By Mark C. Ode | Aug 15, 2008
generic image




You’re reading an outdated article. Please go to the recent issues to find up-to-date content.

Article 338 of the National Electrical Code (NEC) covers the use, installation and construction specifications of service-entrance (SE) cable. Electricians commonly use these cables for service conductors and for feeders and branch circuits in residential and small commercial installations. There were some very subtle changes in Article 338 in the 2008 NEC that are not readily obvious, so care must be taken to analyze these changes.

The definition of service-entrance cable in 338.2 is “a single conductor or a multiconductor assembly provided with or without an overall covering, primarily used for services.”

According to 338.2, there are two types of service-entrance cables: “Type SE or service entrance cable having a flame-retardant, moisture-resistant covering or Type USE which is service entrance cable, identified for underground use, having a moisture-resistant covering, but not required to have a flame-retardant covering.” All service-entrance cable is rated at 600V and is listed in sizes 14 AWG and larger for copper and 12 AWG and larger for aluminum or copper-clad aluminum.

The term “SE cable” indicates the cable jacket and the internal conductors are designed for above-ground installations and are listed for installations where the cable jacket and internal conductors are exposed to the sun in wet locations. Type SE cable contains Type RHW, RHW-2, XHHW, XHHW-2, THWN or THWN-2 insulated conductors, and the outer jacket of the cable is flame-retardant. Type SE cable, containing two or more conductors, is permitted to have one conductor that is uninsulated.

Types USE and USE-2 cables are designed and listed for underground installations, including direct burial in the earth and are available in both single-conductor and multiconductor cables. Multiconductor Type USE cable contains conductors with insulation equivalent to RHW or XHHW with the conductors rated at 90°C in a damp or dry installation and 75°C for a wet application. Type USE-2 contains conductors with insulation equivalent to RHW-2 or XHHW-2 and is rated at 90°C in a wet, damp or dry installation. Type USE cable, containing two or more conductors, is permitted to have one conductor that is uninsulated.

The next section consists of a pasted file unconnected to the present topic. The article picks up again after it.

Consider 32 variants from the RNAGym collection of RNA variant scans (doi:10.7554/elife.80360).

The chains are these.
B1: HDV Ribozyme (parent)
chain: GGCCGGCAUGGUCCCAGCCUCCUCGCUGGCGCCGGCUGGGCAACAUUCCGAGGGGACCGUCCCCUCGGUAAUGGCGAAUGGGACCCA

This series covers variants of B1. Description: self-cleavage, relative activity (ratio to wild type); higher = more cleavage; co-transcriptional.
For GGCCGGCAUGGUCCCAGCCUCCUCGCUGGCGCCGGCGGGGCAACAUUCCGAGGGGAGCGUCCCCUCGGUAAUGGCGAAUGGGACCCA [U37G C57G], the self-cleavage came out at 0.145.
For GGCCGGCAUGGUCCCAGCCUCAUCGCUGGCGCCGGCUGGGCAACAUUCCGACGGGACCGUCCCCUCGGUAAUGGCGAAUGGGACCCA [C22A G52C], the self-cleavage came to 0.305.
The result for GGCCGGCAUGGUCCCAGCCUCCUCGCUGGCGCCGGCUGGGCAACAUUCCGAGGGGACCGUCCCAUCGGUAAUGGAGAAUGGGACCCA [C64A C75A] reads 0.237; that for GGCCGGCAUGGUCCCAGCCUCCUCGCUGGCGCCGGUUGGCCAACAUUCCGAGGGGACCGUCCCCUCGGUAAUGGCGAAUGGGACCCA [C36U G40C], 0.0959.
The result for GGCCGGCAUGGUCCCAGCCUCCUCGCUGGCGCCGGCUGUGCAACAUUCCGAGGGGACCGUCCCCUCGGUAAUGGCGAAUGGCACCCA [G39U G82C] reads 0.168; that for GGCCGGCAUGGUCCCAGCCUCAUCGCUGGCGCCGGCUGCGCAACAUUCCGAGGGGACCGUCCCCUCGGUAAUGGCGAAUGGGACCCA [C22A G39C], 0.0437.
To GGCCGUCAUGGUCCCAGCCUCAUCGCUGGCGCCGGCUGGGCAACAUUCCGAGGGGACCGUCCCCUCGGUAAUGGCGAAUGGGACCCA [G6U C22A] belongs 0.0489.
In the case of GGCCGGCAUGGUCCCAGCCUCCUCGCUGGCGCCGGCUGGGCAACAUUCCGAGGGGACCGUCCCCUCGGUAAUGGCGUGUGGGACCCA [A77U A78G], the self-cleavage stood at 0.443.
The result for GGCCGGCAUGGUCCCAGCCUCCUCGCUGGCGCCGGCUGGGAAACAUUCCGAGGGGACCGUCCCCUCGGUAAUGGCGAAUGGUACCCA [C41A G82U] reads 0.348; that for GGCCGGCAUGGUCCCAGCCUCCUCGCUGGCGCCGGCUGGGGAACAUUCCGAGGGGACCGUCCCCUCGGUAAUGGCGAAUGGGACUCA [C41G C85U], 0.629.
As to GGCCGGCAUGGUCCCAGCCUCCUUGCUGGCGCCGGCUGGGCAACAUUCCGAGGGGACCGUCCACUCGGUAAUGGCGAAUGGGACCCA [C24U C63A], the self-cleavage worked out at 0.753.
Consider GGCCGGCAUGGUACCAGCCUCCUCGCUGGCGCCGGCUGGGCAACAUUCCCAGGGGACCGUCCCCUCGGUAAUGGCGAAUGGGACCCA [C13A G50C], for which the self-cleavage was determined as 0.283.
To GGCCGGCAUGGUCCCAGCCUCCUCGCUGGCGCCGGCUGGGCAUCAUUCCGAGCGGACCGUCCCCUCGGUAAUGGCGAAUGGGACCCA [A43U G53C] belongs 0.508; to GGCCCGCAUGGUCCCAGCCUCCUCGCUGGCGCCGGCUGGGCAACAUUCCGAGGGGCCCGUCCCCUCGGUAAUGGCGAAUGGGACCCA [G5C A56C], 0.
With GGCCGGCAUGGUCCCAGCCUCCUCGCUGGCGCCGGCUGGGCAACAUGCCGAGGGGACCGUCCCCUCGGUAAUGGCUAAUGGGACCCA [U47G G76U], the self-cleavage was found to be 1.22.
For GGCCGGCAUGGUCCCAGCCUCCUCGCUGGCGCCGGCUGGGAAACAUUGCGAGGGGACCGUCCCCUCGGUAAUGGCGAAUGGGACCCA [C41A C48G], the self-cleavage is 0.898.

Section 338.12 has been added to the 2008 NEC and covers uses not permitted for both Type SE and Type USE cables. It states that Type SE cable cannot be used where subject to physical abuse, unless adequately protected, and can never be installed in an underground installation, with or without a raceway. SE cable also cannot be used for exterior branch circuit or feeder wiring, unless the installation complies with the provisions of Part I of Article 225 and is properly supported. USE shall not be used for interior wiring at all since it does not have a flame-retardant covering. In fact, USE cannot be used above ground except where it emerges from ground and terminates in an enclosure at an outdoor location. USE cable cannot be used as an aerial cable, unless it is a multiconductor cable, identified for use above ground and is installed as a messenger-supported wiring.

However, the most sweeping change in Article 338 in the 2008 NEC is not readily identifiable since text was deleted, not added. The text in 338.10(B)(4)(a) in the 2005 NEC reads as follows: “Interior Installations. In addition to the provisions of this article, Type SE service-entrance cable used for interior wiring shall comply with the installation requirements of Parts I and II of Article 334, excluding 334.80.”

Since Part I of Article 334 for NM cable had absolutely nothing to do with SE cable, Part I was deleted in the first paragraph of 338.10(B)(4)(a) for the 2008 NEC. In the 2005 NEC, SE cable was required to comply with Part II of Article 334 with the exception of 334.80. In the 2005 NEC, this section required NM cable, but not SE cable, to comply with the following: “the ampacity shall be in accordance with the 60°C (140°F) conductor temperature rating. The 90°C (194°F) rating shall be permitted to be used for ampacity derating purposes, provided the final derated ampacity does not exceed that for a 60°C (140°F) rated conductor.” By deleting “excluding 334.80” in the 2008 NEC, SE cable, where used as branch circuits or feeders, now must comply with the same ampacity rating as NM cable. This change was made for the 2008 NEC since SE cable often contains similar conductor insulation as NM cable, and where installed inside walls and in insulation, SE cable has heat dissipation similar to NM cable.

SE cable installed as branch circuit or feeder wiring in the interior of a building or structure is required to have an ampacity rating based on an insulation rating of a 60°C conductor and will reduce the allowable ampacity for the cable requiring a larger conductor based on the 2008 NEC.

ODE is a staff engineering associate at Underwriters Laboratories Inc., in Research Triangle Park, N.C. He can be reached at 919.549.1726 or at [email protected].

About The Author

ODE is a retired lead engineering instructor at Underwriters Laboratories and is owner of Southwest Electrical Training and Consulting. Contact him at 919.949.2576 and [email protected]

featured Video


Why Vive Lighting Controls - The Benefits of Wireless

Vive by Lutron is a simple, scalable, wireless lighting control solution designed to meet today’s energy codes and budgets in both new and existing commercial buildings. Vive wireless systems install up to 70% faster than wired solutions, saving time, money, and labor costs.


Related Articles